Coming Out as Transgender in the Workplace: Tips and Advice

Discovering and embracing one’s identity as a transgender person can be both a daunting and fulfilling process. One of the first questions many transgender people may ask themselves is “how do I come out at work and start my transition while working for the same company?” 

One of the first steps that should be considered while starting the process of coming out and transitioning at work is weighing the risks of coming out as trans in your workplace. In 2020 the U.S. Supreme Court ruled that Title IX, the federal law against discrimination based on race, religion, national origin, and sex as it pertains to education and employment, applies to LGBTQ+ identities on the basis of sex, making it illegal nationwide for employers to discriminate against employees based on sexual orientation, gender identity, or gender expression. Some questions to still think of while analyzing potential risks/drawbacks of coming out at work may include: 

  • Does my company have any policies related to gender identity and gender expression? 
  • Could I potentially be passed over for promotions and raises because of my gender identity and expression?  
  • What is my workplace’s culture like regarding transgender people and issues? Do my coworkers seem accepting? 
  • Does my boss/supervisor/manager seem accepting and open minded?   
  • What is my workplace’s dress code like? Would I be able to dress in a way that matches my gender expression and identity?  

Other questions you may want to ask yourself in preparation could also be: 

  • Does my workplace have easily accessible resources for transgender employees or LGBTQ+ employees in general? Are there any employee groups for transgender or LGBTQ+ employees?  
  • If I want to medically transition, would my healthcare plan cover any of it?  
  • How would I want incidents of misgendering to be addressed, if I want them addressed at all?  

After making those considerations, one of the next steps in your coming out process might be to contact your company’s HR department. They can help you with future steps such as coming up with an action plan for coming out to coworkers, figuring out how workplace misgendering might be addressed, finding resources for transgender employees, navigating through updating your name, pronouns, and profile pictures for internal systems and staff pages, and, if applicable, they can give you more information about your healthcare plan if you plan on medically transitioning.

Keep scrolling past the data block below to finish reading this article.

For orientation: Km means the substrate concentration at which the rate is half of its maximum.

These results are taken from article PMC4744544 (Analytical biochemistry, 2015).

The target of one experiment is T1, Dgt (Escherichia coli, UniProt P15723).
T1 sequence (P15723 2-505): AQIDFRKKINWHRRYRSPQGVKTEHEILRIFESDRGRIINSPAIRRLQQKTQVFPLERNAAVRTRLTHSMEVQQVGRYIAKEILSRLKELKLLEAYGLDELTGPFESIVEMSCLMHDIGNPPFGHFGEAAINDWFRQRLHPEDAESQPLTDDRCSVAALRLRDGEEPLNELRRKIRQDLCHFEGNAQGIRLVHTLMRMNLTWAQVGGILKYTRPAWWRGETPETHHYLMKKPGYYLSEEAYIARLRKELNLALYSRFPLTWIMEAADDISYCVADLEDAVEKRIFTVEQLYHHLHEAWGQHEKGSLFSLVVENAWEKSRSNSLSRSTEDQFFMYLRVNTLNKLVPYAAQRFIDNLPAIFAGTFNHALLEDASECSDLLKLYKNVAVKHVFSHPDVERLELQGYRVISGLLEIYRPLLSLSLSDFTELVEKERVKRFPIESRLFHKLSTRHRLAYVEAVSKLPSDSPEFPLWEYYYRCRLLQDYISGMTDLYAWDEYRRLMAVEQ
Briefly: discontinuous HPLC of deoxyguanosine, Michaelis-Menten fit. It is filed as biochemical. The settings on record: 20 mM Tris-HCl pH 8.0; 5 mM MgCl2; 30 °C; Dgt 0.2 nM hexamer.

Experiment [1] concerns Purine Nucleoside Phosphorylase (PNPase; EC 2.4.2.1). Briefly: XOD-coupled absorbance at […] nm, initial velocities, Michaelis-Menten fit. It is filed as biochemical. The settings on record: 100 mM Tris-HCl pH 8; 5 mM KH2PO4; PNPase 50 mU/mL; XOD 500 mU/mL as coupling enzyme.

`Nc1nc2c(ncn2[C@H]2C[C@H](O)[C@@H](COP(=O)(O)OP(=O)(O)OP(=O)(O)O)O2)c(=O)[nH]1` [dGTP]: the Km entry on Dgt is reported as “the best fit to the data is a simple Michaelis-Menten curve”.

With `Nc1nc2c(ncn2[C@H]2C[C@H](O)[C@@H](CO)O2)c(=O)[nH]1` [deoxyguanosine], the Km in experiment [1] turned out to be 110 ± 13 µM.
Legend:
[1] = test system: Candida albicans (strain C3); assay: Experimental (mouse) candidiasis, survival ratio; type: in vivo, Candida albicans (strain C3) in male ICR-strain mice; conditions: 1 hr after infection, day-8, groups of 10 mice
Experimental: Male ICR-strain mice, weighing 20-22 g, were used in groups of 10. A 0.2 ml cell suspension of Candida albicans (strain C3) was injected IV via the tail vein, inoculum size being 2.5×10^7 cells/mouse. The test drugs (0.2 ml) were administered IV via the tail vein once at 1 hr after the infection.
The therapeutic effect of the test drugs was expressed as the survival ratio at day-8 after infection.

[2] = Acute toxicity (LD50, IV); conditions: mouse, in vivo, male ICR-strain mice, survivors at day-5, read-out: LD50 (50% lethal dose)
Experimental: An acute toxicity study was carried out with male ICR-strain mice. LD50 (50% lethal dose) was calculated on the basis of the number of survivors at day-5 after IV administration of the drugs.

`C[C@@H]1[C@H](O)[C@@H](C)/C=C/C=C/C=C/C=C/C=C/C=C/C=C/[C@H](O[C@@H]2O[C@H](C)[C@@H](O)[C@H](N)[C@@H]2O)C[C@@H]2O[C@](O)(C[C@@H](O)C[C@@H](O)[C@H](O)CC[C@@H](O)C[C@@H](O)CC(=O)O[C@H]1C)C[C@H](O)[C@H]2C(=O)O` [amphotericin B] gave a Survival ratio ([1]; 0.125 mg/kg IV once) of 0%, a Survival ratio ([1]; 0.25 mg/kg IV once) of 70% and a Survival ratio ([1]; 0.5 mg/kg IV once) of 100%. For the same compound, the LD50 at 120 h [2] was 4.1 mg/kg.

After contacting your HR department, your next step might be to come out to your coworkers. How you come out to them and how many of your colleagues that you come out to is up to you! Some people only come out to a select number of coworkers that they trust and tell them in private, other people may choose to come out through an office-wide email. Do whatever feels right and most comfortable for you and your situation.  

There is no “right” way to come out at work, and you can always come out at your own pace. You may choose to take all of these steps, only a few, or none at all! At the end of the day this is your life and your identity, and you’re the only person who gets any say in how you express yourself.  

If you want more resources, information, or advice on being LGBTQ+ in the workplace, you can visit the LGBTQ+ Affinity Community page on the Center for Career Development’s website. If you have any questions or concerns about being transgender in the workplace or during the job search process you can also make an appointment with one of our Career Coaches for advice! 

Some other blogs from the Center for Career Development LGBTQ+ Affinity Community Page that you may find helpful as well are:  

You can also find information and resources about being LGBTQ+ in the workplace on the Human Rights Campaign (HRC)’s Workplace website, and for specific advice and resources on being transgender in the workplace you can visit the Employment website from the National Center for Transgender Equality.  


By Avery Caya
Avery Caya Graduate Assistant, CLAS/Diversity, Equity, and Inclusion (They/Them/Theirs)